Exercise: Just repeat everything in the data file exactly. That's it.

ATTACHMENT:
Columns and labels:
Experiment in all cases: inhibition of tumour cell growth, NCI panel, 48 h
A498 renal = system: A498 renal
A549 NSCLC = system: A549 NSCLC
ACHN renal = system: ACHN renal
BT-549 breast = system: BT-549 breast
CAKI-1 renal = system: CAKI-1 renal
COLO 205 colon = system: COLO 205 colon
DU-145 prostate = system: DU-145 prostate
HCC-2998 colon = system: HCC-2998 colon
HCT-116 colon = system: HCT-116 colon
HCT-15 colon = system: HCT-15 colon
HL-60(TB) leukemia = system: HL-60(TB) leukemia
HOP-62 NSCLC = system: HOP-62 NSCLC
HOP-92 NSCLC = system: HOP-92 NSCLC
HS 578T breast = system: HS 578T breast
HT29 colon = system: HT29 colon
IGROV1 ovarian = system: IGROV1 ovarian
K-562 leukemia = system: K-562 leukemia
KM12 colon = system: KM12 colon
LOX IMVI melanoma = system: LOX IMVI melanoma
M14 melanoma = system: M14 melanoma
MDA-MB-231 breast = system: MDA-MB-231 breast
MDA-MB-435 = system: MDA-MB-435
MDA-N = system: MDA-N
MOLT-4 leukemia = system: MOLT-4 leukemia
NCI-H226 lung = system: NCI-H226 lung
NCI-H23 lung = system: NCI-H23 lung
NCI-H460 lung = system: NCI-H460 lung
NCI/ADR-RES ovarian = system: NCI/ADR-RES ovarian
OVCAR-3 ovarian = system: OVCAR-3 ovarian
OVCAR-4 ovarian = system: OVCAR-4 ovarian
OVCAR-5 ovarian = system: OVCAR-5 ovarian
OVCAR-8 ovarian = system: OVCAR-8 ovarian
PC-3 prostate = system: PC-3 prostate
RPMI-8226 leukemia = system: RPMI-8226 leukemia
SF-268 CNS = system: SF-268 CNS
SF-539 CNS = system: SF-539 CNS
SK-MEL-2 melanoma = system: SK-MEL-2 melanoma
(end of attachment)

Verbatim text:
Columns and labels:
Experiment in all cases: inhibition of tumour cell growth, NCI panel, 48 h
A498 renal = system: A498 renal
A549 NSCLC = system: A549 NSCLC
ACHN renal = system: ACHN renal
BT-549 breast = system: BT-549 breast
CAKI-1 renal = system: CAKI-1 renal
COLO 205 colon = system: COLO 205 colon
DU-145 prostate = system: DU-145 prostate
HCC-2998 colon = system: HCC-2998 colon
HCT-116 colon = system: HCT-116 colon
HCT-15 colon = system: HCT-15 colon
HL-60(TB) leukemia = system: HL-60(TB) leukemia
HOP-62 NSCLC = system: HOP-62 NSCLC
HOP-92 NSCLC = system: HOP-92 NSCLC
HS 578T breast = system: HS 578T breast
HT29 colon = system: HT29 colon
IGROV1 ovarian = system: IGROV1 ovarian
K-562 leukemia = system: K-562 leukemia
KM12 colon = system: KM12 colon
LOX IMVI melanoma = system: LOX IMVI melanoma
M14 melanoma = system: M14 melanoma
MDA-MB-231 breast = system: MDA-MB-231 breast
MDA-MB-435 = system: MDA-MB-435
MDA-N = system: MDA-N
MOLT-4 leukemia = system: MOLT-4 leukemia
NCI-H226 lung = system: NCI-H226 lung
NCI-H23 lung = system: NCI-H23 lung
NCI-H460 lung = system: NCI-H460 lung
NCI/ADR-RES ovarian = system: NCI/ADR-RES ovarian
OVCAR-3 ovarian = system: OVCAR-3 ovarian
OVCAR-4 ovarian = system: OVCAR-4 ovarian
OVCAR-5 ovarian = system: OVCAR-5 ovarian
OVCAR-8 ovarian = system: OVCAR-8 ovarian
PC-3 prostate = system: PC-3 prostate
RPMI-8226 leukemia = system: RPMI-8226 leukemia
SF-268 CNS = system: SF-268 CNS
SF-539 CNS = system: SF-539 CNS
SK-MEL-2 melanoma = system: SK-MEL-2 melanoma